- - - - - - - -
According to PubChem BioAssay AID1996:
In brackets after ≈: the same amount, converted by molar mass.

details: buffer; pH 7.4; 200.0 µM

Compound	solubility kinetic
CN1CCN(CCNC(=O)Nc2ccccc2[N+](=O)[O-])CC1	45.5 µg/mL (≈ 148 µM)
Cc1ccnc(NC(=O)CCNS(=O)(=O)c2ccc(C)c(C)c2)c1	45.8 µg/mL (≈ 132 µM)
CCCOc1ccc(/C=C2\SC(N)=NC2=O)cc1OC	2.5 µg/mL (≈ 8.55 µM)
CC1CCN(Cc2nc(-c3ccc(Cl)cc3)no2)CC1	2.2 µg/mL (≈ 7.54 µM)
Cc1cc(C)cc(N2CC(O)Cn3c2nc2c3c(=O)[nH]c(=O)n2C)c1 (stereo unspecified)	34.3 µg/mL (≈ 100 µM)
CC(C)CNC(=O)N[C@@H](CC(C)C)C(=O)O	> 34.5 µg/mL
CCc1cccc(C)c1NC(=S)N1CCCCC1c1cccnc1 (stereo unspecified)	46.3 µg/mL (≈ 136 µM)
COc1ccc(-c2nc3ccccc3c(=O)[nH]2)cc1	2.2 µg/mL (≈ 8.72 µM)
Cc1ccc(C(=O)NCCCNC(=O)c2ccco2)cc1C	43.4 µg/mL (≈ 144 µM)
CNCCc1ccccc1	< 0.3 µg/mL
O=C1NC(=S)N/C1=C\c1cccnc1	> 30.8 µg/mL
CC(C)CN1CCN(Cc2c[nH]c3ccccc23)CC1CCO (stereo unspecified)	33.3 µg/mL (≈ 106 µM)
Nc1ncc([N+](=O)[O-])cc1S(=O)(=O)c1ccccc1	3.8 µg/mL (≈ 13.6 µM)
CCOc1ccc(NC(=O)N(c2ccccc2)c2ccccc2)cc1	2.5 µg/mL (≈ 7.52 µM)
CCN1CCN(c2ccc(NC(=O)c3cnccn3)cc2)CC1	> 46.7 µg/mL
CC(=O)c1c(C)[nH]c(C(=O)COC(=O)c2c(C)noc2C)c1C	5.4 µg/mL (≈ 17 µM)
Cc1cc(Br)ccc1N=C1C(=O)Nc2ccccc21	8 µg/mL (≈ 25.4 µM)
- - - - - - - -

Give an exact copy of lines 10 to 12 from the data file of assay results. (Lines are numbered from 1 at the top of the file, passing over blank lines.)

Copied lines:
CC(C)CNC(=O)N[C@@H](CC(C)C)C(=O)O	> 34.5 µg/mL
CCc1cccc(C)c1NC(=S)N1CCCCC1c1cccnc1 (stereo unspecified)	46.3 µg/mL (≈ 136 µM)
COc1ccc(-c2nc3ccccc3c(=O)[nH]2)cc1	2.2 µg/mL (≈ 8.72 µM)